Making the most of a break Winner: Bob Dickson took a 15-year respite from tournament golf, but he saw his career come full circle with his first Senior PGA win 25 years after his last PGA Tour victory.

July 01, 1998|By Don Markus | Don Markus,SUN STAFF

The Senior PGA Tour is filled with stories about players who spent much of their lives out of the limelight and became overnight success stories after the age of 50. But even Walter Morgan and Jim Albus and Tom Wargo were winning tournaments somewhere.

Bob Dickson was hardly playing golf.

"I played the PGA Tour for 10 years," Dickson said yesterday by way of introduction, standing on the practice range at Hobbit's Glen Golf Club in Columbia as he prepared for this week's State Farm Senior Classic. "And then I took a 15-year break."

The only golf Dickson played was with some friends near his home in Ponte Vedra Beach, Fla., where he worked for the PGA Tour, first in marketing and later as tournament director for the Hogan Tour. "They would put me down as a 4 or 5 handicap," he said. "But I never played to that."

It was shortly before his 50th birthday four years ago that Dickson decided to give the Senior Tour a try. He played it with non-exempt status for three years and found a modest amount of success before earning exempt status by winning the tour's Qualifying School in the fall of 1996.

Dickson had his best season last year, missing by one spot to be among the 31 players invited to the Senior Tour Championship. He finished second twice, was in the top 10 four times and wound up making a career-high $480,521. But he had played erratically this year.

"My confidence has ebbed and flowed, but the low ebb was in Canada 10 days ago," said Dickson, who switched putters three months ago and was also working in a new set of irons. "I was upset and disappointed. I had squandered some opportunities to win out here. Who knew my turn was about to come?'

Dickson's turn came Sunday at the Upper Montclair Country Club in Clifton, N.J. A final-round 70 had left him at 9-under-par 207 in the Cadillac NFL Golf Classic. When Jim Colbert missed a 10-foot birdie putt on the final hole of regulation, it put him into a playoff with Dickson and Senior Tour rookie Larry Nelson.

A 20-foot birdie putt on the first hole of sudden death gave Dickson his first Senior Tour victory.

It was his first win in a tournament -- any tournament -- in 25 years. His last victory had come in the 1973 Andy Williams-San Diego Open Invitational. He also won the 1968 Haig Open as a rookie. He quit the tour at age 34.

"I needed to get away from the game," said Dickson, who in 1967 had become the first player in 32 years to win both the U.S. Amateur and British Amateur in the same year. "Everyone says they need a break, I just didn't know it would last so long. You don't know if you can restart the engines."

Now that he has won again, Dickson might have to rethink his goals. The $165,000 check he received for winning pushed his earnings for this year to $390,147 and his rank to 16th on the money list. It also changed his profile, if not his priorities.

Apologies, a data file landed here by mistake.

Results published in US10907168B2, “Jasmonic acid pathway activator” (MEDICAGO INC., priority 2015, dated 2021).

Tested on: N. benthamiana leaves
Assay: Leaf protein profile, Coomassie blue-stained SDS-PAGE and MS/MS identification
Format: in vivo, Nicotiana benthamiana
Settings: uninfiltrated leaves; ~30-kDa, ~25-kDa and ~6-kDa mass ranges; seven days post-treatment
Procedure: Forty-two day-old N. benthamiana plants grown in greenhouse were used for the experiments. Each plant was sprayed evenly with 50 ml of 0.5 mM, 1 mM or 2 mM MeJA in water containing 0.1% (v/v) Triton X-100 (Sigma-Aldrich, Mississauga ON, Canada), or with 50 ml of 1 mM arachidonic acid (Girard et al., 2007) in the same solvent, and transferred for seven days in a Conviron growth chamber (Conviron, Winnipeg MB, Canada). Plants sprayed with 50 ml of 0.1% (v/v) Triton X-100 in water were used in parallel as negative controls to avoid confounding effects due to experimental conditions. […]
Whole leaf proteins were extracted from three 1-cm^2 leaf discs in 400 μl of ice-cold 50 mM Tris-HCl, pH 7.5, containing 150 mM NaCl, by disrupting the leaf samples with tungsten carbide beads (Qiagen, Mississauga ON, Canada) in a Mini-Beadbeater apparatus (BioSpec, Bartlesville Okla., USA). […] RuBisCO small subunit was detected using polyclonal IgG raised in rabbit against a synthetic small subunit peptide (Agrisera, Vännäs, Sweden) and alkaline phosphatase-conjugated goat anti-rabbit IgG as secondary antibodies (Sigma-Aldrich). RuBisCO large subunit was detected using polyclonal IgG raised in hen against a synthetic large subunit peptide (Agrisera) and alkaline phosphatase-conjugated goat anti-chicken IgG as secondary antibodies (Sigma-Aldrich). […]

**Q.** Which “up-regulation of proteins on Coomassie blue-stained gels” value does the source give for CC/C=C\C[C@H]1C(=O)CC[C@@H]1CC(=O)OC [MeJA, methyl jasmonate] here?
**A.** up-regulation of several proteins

But there was a cautionary tone to his words yesterday.

"When I won the first time on the PGA Tour six months into my rookie year, I thought, 'Hey, I can do that.' I thought it was easy," he recalled. "I didn't win again for five years. I know that it's just as tough out here to win, but I now know I can do it when I get into that position."

Not that his victory was without its moment of panic. Tied for the lead on the next-to-last hole of regulation, Dickson's ball was on the green but was farther away from the cup than Colbert's ball, which was in a green-side bunker.

As Colbert stood in the trap, neither Dickson nor his caddie noticed that the flagstick was still in the cup. He putted, and was grateful that he left a 50-footer eight feet short. Had his ball hit the flagstick, it would have meant a two-shot penalty.

"It's one of the few times you want to leave a ball short," said Dickson, who made the putt for par.

Watching Dickson was a helpless feeling for his regular caddie -- even more than usual since Mark Bollick was at his family's home in Hickory, N.C. Bollick, who has worked for Dickson since he joined the Senior Tour, had taken the week off to attend his parents' 50th wedding anniversary celebration.

"It was fun to watch, but it was a lot more nerve-wracking to watch than it would have been there," Bollick said. "I told him that he owed me one. I want to see it again."

Dickson knows winning back-to-back might be difficult.

But what would you expect from a guy who went a quarter of a century between wins?

If you're going

What: State Farm PGA Senior Classic

Where: Hobbit's Glen Golf Club, 1130 Willow Bottom Road, Columbia

When: Through Sunday

Tickets: $25 per day

Information: 410-964-0900

Pub Date: 7/01/98

Baltimore Sun Articles
|
|
|
Please note the green-lined linked article text has been applied commercially without any involvement from our newsroom editors, reporters or any other editorial staff.